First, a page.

Microbiology Fulfills a Vital QC Role at a CDMO in Aseptic Filling and Sampling

Summer WadeIndustry, Manufacturing

When a pharmaceutical company is looking to outsource manufacturing, analytical testing, packaging, or supply chain functions to a CDMO, they come in with a long list of testing requirements, manufacturing specifications, timetables, pricing, and other business concerns. In the background, though, is the fundamental requirement that the CDMO maintains an operating environment sufficiently controlled to formulate, manufacture, test, package, store, and ship drugs that will be for human use.

Microbiological contamination is at the top of the CDMO threat list and controlling it is the responsibility of trained, professional microbiologists.


A Vital Function

Every CDMO should be completing environmental monitoring to comply with the applicable government regulations. The microbiology function is responsible for ensuring compliance with USP <61>, <62>, and <71> testing, the regulations that focus on bioburden and sterility of the products manufactured.

Microbiologists at a CDMO monitor for contaminants in the environment where our customers’ products are handled. Routine contact plating, viable air and non-viable sampling of the classified areas must be performed to comply with regulations. No environment where humans are present is entirely sterile, but we strive to have a controlled environment in critical manufacturing areas.

The trending data is important to demonstrate a manufacturing area is under control for microbial growth. We gather trending data quarterly; we monitor each room for three months and then generate graphs showing the growth levels for the quarter. A prospective client’s QA department will be interested in that trending, especially for rooms or areas where their product(s) will be handled. The client would be justified in asking about the relevant alert and action levels for contamination, and how far below those levels the CDMO has kept its facility. They may ask to see any records of investigations for out-of-level contamination and what was done about it.


Procedural Steps

Clients want to see clearly defined procedures — how surfaces are sanitized, where in the facility people can go in their street clothes, where they must glove and gown, and how they go about gowning. It is reasonable for the client to want to see the CDMO’s sanitization SOP that lays out how, and how often, the facilities are sanitized. Client concerns about microbiology tend to be focused on sanitizing work areas. They want to see a fully documented sanitizing procedure, particularly for the manufacturing suites. Manufacturing sanitation practices are not solely the responsibility of the microbiologist. There is a role in it for virtually everyone in the organization, and everyone is required to be familiar with the relevant SOPs and the part they play in fulfilling the requirements. All the CDMO’s employees should be trained to fulfill their documented responsibilities to minimize contamination throughout the facility.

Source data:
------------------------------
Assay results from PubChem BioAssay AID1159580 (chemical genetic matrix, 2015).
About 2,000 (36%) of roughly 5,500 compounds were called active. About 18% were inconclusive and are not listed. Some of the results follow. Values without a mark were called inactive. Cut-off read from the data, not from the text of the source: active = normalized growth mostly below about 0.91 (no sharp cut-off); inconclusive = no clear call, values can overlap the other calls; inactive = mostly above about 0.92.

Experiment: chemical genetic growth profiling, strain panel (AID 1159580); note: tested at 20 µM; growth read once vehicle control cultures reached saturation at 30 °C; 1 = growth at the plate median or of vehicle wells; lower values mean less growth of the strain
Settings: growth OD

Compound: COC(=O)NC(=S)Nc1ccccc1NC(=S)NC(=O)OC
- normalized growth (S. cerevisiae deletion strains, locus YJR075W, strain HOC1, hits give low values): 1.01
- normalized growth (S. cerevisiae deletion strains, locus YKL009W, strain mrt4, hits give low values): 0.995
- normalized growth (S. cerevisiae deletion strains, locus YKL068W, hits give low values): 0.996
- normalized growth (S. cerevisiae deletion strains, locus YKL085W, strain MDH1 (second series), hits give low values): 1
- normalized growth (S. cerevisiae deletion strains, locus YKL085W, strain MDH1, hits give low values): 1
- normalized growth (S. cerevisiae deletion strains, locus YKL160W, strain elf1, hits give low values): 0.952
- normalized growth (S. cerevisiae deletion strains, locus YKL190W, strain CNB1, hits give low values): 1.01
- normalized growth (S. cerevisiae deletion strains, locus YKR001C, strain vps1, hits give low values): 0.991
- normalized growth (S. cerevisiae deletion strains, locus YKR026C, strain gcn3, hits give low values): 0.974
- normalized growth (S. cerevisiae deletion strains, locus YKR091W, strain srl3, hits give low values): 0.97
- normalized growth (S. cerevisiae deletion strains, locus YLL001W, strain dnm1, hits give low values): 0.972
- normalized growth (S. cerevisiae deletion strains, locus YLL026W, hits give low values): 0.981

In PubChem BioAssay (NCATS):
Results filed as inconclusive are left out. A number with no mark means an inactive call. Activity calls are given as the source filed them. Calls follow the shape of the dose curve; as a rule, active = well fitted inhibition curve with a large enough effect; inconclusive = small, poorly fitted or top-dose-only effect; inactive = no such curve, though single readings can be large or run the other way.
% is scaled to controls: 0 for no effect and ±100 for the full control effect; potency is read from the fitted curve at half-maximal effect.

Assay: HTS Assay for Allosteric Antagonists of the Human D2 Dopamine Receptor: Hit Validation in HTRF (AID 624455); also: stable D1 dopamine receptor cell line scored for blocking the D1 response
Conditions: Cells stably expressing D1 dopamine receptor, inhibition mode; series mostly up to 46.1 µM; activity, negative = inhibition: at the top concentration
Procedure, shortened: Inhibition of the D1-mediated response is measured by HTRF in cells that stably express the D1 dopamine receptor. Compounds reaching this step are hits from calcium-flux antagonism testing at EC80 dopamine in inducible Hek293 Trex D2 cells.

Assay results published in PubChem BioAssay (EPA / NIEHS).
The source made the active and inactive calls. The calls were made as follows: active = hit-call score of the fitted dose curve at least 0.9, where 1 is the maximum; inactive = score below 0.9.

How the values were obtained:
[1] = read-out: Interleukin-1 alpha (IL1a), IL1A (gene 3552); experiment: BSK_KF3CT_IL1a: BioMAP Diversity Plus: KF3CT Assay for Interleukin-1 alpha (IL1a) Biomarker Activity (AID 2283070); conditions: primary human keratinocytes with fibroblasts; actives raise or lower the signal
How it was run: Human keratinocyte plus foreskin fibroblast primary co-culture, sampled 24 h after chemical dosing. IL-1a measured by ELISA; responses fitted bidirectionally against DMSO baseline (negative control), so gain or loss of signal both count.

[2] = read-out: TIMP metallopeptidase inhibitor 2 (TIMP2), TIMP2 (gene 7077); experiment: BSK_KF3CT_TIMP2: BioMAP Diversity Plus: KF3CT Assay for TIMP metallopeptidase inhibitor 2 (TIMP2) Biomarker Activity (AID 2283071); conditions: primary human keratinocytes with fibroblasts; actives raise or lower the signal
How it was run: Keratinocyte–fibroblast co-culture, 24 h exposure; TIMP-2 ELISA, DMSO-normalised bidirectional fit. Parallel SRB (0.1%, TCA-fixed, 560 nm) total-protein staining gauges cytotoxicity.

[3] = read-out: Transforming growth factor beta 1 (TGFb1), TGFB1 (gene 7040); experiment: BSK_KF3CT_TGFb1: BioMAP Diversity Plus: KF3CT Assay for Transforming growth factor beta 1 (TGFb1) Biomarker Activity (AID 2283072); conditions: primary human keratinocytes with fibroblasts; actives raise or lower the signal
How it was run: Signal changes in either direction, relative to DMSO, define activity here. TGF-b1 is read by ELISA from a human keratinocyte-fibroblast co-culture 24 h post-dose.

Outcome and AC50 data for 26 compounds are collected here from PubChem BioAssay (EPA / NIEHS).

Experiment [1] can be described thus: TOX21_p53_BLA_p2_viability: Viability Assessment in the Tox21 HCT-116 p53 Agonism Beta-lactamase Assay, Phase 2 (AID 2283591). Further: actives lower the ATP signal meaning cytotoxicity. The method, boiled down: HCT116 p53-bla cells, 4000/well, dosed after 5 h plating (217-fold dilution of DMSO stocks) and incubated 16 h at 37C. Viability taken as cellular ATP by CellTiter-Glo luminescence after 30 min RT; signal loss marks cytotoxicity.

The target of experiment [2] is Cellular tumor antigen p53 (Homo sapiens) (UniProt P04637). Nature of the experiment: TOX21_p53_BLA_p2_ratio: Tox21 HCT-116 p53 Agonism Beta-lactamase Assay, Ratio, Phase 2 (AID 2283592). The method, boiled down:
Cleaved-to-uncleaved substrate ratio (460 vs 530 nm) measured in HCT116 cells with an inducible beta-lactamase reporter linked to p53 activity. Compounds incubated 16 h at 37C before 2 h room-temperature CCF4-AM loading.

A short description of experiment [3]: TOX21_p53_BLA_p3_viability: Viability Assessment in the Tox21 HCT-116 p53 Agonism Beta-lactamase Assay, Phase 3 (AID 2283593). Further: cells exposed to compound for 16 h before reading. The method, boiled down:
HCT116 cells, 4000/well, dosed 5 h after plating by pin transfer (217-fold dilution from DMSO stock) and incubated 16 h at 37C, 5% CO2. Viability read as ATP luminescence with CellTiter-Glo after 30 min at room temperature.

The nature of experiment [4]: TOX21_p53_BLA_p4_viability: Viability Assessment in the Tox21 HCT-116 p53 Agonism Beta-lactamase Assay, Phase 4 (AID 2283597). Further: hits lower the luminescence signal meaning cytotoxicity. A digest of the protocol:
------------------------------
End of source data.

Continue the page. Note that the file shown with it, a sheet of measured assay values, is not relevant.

A CDMO should provide Client access to environmental trending data along with the incidence of out-of-level results. Clients want to know specifics about microbial growth within the facility— if you frequently find colonies of a particular organism, the client will want to know what the organism is and the potential impact. Again, while no environment where humans work is sterile, they want those microbial incidence levels to be low. Not surprisingly, the most commonly found contaminants are from humans, such as skin cells or organisms common to humans. Eliminating human interaction, especially where the product is manufactured, lowers the risk of potential contamination. The CDMO should be able to offer an agreement that sets incidence limits, specifies reporting if those limits are exceeded, and details how contamination incidents will be investigated and remedied.

Microbiologists play a vital role in ensuring conditions are optimal for manufacturing the wide variety of pharmaceuticals that come into a CDMO. The microbiology role was added to Singota when we made the decision to take on aseptic filling of parenteral drugs, a process that requires heightened vigilance per regulations. For more information on aseptic filling and Singota’s other services, visit: singota.com/services

About the Author
Summer Wade

Summer Wade

Summer is one of the Microbiologists at Singota Solutions. Summer received her BS in Food Science from Purdue University. She has over 11 years of experience in the pharmaceutical industry including roles as a Quality Analyst and Supervisor within the Microbiology department. Her past employment includes work at Baxter Pharmaceutical Solutions.